From a UK perspective, there is still a long way to go. Although UK production companies are now much more alert to the issue, their endorsement for the concept of job sharing may help to cultivate an open environment in which PM’s perceive split-shifting as an acceptable alternative for getting the exact same job done.
Of course, most 2nd ADs enjoy the challenge, and intensity, that comes with maximised hours and the responsibility of the role, and have the personal circumstances to continue on as always. So clearly, the split-shifting set-up is not for everyone, nor should it be. It is also not appropriate for every job either. However, when it is appropriate, split-shifting as a concept allows us to rethink how to deliver all the high demands of the job, challenging the paradigm as a profession, while also being acutely aware that job-sharing does not equal ‘less effort’ or ‘self investment’.
Most importantly, it is not just the 2nd AD’s that can benefit. Major pro’s include production houses benefiting by reducing costs and minimising overtime, as well as happier, healthier members of the team. Sharing tasks between two can balance the strengths and weaknesses of each person, as well as future-proofing production particularly as COVID-19 and other health risks increase the risk of poor attendance and performance.
That being said, there are also aspects of job-sharing that are less advantageous. For some, the financial repercussions of working 40hrs per week may not be viable. For others, restructuring one’s trusted workflow and the distribution of responsibilities at the unit base may be too far outside their comfort zone.
However the technological support and the ‘remote-world’ were also an asset. These included adapting a workflow of shared live documents online (something that had already been accelerated by the COVID-19 pandemic), offering greater efficiency and seamlessness that may not have been possible, or imaginable in a less tech-dominant past.
A 2nd AD who has admitted to suffering with burn-out, views split-shifting as a beacon of hope for the entire 2nd AD community. “Besides how beneficial this is to parents, another benefit to job sharing is to alleviate the pressure on new 2nd ADs” shares Yolanda Sangareau. “Job-sharing would definitely help with the overwhelming information and rest needed to properly tackle the role as a new 2nd AD. As things stand, learning to be a 2nd AD is like learning to drive on a race track, other drivers expect you to know”.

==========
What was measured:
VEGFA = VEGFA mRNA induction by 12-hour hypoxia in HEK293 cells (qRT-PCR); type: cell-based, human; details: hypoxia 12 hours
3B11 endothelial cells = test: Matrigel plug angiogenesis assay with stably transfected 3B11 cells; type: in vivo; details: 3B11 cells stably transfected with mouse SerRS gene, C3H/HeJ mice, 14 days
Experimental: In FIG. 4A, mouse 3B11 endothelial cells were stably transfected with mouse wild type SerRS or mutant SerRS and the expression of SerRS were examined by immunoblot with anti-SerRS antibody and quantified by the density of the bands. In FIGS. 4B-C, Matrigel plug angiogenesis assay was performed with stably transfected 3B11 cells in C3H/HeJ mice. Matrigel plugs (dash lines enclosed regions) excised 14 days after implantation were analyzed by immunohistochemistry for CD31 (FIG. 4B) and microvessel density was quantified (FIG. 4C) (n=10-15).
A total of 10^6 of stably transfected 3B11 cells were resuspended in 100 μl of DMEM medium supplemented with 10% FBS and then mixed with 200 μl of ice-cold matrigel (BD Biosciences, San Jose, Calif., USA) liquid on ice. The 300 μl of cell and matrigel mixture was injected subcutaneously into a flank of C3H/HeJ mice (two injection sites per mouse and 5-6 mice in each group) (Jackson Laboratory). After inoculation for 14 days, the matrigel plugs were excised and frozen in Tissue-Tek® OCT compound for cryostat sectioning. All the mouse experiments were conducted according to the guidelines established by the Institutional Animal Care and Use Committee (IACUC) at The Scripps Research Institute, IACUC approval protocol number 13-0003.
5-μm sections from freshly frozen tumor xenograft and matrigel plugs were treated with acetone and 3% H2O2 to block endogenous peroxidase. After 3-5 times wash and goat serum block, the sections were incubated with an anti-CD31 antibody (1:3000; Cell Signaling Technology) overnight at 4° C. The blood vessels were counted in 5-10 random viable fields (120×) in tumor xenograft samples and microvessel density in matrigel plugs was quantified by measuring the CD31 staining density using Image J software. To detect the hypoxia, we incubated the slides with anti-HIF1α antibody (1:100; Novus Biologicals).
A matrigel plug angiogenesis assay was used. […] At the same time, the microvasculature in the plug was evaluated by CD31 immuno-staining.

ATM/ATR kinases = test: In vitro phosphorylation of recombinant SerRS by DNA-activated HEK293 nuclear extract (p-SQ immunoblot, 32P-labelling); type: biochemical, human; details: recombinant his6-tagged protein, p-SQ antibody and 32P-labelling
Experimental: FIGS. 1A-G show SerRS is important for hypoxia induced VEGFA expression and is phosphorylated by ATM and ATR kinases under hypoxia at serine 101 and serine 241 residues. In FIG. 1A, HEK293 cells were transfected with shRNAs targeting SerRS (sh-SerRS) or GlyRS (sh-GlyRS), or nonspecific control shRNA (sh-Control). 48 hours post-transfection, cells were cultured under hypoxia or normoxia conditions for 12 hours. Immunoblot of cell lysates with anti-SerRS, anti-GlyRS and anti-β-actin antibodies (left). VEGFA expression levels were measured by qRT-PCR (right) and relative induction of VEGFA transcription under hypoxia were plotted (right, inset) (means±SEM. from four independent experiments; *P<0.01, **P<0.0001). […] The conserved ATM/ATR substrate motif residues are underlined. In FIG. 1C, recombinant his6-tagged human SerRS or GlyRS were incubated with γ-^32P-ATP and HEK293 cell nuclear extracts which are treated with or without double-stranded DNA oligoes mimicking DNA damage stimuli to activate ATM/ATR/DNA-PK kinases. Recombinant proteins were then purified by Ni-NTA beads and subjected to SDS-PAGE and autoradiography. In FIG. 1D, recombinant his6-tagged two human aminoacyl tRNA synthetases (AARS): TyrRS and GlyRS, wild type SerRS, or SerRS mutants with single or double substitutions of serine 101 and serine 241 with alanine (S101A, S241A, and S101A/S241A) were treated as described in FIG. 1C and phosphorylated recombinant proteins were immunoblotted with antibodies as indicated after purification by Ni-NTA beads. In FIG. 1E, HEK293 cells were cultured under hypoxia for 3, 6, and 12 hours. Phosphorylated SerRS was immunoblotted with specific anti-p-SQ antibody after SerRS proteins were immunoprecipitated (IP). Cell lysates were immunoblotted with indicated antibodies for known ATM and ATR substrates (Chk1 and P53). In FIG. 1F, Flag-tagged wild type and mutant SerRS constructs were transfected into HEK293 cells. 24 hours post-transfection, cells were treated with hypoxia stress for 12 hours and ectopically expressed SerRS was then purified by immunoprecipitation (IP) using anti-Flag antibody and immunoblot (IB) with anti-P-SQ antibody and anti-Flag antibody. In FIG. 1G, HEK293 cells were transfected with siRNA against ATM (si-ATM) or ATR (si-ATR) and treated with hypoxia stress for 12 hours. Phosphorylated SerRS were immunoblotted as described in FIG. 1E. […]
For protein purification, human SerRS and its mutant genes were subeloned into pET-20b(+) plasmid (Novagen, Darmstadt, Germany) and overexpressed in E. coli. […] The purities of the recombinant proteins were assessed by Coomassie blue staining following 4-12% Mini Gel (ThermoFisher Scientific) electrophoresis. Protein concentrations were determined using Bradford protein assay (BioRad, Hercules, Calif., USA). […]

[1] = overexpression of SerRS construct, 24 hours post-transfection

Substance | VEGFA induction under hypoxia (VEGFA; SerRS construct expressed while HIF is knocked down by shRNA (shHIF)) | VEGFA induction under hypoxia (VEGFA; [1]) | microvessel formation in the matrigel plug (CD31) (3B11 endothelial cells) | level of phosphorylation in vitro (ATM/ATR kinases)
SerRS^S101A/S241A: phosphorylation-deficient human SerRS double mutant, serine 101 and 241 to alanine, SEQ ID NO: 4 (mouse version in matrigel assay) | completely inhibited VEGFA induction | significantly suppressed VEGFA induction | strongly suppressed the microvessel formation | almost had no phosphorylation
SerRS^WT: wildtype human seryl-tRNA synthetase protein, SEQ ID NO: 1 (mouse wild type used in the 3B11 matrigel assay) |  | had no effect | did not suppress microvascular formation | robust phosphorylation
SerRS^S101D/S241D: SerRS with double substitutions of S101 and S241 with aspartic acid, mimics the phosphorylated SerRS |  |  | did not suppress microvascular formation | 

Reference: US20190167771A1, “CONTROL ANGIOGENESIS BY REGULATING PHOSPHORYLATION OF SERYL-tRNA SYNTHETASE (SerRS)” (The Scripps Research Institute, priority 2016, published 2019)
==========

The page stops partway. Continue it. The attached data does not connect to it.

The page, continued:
The notion itself, as brilliant as it may seem, still requires a shift in our approach to traditional ways of getting the job done, as well as a shift in the values of the role; from personal recognition of a job well done to it being a team effort. It requires the industry to be self-reflective and think inwardly about the sustainability of the role, and find solutions and support that creates a thriving AD environment. Not only this, a change as subtle and as progressive as this can make the role more accessible and inclusive to new and emerging AD’s who as ‘Millennials’ and ‘Gen-Z’ have alternative values and expectations of a healthy working environment, differing from previous generations.
In a world where ‘burn-out’ has symbolically gone from a sign of success and a ‘job-well done’ to a sign of poor mental health and wellness, there is no doubt the split-shift system will be slowly welcomed. However, as a first step, it must be presented by the industry as an asset, not a set-back, with a collective openness from all.